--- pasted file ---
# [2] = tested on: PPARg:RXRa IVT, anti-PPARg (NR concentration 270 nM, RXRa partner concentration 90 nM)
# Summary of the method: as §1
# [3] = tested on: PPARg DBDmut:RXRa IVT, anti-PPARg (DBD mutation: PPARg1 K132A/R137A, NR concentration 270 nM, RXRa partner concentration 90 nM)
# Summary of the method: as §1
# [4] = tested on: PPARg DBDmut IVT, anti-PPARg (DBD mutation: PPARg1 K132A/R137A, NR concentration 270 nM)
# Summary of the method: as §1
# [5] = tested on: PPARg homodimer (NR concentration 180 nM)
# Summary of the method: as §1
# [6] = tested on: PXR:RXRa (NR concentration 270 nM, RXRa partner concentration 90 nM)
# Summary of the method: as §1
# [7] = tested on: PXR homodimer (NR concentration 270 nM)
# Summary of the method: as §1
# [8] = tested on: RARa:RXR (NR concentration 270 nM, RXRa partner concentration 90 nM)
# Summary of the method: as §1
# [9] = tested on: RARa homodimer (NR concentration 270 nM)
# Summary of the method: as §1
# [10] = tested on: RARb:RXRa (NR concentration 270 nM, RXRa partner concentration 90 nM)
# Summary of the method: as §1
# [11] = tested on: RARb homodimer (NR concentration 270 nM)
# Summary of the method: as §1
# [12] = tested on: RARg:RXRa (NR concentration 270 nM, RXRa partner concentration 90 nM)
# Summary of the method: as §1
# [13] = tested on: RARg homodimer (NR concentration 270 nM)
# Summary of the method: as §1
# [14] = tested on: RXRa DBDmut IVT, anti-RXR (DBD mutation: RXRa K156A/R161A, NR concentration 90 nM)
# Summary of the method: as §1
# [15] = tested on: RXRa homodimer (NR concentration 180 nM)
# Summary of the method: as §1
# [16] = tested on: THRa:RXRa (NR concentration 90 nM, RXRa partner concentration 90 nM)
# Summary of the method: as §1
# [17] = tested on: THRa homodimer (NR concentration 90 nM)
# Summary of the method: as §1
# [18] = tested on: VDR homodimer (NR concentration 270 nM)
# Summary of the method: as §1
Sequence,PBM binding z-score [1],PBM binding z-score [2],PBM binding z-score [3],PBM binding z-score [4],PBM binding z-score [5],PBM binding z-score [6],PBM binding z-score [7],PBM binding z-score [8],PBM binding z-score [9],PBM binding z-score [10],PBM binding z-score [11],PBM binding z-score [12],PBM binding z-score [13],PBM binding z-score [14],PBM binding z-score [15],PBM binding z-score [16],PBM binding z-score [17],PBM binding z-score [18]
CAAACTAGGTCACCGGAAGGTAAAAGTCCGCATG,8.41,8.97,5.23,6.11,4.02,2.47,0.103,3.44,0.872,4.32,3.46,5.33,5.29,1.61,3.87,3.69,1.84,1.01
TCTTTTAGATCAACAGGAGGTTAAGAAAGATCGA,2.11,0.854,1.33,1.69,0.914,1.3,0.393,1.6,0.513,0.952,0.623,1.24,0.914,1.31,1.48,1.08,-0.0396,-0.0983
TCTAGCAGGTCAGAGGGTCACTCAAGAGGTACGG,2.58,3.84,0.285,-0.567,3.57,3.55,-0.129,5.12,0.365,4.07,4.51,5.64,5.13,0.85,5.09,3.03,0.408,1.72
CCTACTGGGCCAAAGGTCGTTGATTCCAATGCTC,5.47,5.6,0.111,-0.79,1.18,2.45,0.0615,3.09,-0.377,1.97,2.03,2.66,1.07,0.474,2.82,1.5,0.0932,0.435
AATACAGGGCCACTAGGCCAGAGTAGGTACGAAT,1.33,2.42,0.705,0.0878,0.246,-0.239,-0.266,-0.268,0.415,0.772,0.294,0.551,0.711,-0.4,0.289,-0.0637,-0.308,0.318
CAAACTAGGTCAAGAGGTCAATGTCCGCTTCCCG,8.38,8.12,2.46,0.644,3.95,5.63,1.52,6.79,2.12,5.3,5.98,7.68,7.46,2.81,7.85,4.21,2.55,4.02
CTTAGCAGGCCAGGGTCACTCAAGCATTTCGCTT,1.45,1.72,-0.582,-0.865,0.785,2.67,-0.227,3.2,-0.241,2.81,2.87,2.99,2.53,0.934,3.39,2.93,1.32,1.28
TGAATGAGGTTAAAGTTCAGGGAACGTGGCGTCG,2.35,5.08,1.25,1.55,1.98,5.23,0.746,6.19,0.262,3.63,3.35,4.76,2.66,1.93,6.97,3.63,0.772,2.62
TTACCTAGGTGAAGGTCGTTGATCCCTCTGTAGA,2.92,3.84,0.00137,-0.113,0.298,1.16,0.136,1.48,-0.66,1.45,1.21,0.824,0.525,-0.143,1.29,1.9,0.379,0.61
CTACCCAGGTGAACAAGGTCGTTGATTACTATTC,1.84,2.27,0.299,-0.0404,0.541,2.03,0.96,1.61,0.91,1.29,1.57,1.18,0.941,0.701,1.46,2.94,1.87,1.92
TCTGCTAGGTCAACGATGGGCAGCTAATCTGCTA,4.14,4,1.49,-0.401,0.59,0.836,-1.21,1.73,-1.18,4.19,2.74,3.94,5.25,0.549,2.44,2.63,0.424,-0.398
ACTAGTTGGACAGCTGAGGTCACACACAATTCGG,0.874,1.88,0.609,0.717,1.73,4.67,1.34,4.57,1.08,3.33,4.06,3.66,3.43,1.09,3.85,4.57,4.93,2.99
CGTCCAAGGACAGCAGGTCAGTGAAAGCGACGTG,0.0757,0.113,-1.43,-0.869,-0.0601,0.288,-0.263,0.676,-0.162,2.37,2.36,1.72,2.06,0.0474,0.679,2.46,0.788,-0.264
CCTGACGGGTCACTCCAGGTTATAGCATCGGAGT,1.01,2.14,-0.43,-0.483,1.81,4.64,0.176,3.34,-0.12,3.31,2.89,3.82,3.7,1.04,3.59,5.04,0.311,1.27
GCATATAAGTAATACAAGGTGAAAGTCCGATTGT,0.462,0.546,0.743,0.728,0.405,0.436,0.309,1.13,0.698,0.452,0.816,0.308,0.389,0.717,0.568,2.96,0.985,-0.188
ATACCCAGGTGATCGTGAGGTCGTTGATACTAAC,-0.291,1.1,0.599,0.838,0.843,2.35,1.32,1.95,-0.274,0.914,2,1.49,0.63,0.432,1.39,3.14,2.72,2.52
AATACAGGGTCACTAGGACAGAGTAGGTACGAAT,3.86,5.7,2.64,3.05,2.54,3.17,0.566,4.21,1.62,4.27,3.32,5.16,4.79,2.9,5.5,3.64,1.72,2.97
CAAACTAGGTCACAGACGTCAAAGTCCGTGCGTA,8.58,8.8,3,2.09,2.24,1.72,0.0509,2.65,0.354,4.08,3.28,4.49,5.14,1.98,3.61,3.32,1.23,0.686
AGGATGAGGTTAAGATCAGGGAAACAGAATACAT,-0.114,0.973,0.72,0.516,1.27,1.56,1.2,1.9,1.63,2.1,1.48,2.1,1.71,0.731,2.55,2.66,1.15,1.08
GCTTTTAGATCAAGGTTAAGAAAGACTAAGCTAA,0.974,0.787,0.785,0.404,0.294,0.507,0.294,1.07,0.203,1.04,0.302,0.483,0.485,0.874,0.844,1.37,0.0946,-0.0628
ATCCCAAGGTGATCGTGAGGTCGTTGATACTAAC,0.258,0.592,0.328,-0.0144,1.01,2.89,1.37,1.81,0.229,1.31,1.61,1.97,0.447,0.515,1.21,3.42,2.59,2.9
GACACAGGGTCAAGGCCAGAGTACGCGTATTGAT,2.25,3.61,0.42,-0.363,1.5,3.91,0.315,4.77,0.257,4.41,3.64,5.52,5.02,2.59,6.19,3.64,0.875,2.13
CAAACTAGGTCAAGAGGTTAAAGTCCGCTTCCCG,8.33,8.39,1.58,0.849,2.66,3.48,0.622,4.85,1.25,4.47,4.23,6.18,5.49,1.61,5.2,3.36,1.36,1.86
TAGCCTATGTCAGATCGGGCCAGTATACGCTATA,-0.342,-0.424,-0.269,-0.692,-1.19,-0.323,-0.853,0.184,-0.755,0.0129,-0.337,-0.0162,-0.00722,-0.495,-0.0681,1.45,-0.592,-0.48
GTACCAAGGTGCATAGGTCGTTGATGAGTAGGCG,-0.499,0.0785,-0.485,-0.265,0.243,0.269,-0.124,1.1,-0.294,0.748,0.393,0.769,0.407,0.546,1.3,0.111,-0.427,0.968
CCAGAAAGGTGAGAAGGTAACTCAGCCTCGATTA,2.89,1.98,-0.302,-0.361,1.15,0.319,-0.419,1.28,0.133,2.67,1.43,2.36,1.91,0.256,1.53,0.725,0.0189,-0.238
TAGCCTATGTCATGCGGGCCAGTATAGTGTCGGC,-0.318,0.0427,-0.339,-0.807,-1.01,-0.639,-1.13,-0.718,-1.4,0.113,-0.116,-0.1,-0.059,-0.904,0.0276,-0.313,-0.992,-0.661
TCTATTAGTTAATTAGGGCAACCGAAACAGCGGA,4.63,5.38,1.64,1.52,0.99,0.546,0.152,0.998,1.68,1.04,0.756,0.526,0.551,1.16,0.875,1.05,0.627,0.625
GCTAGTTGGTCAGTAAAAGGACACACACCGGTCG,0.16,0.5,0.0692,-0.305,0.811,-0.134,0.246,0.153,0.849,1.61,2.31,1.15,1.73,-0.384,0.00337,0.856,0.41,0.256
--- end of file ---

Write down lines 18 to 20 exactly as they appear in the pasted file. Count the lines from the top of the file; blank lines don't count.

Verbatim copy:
# Summary of the method: as §1
# [11] = tested on: RARb homodimer (NR concentration 270 nM)
# Summary of the method: as §1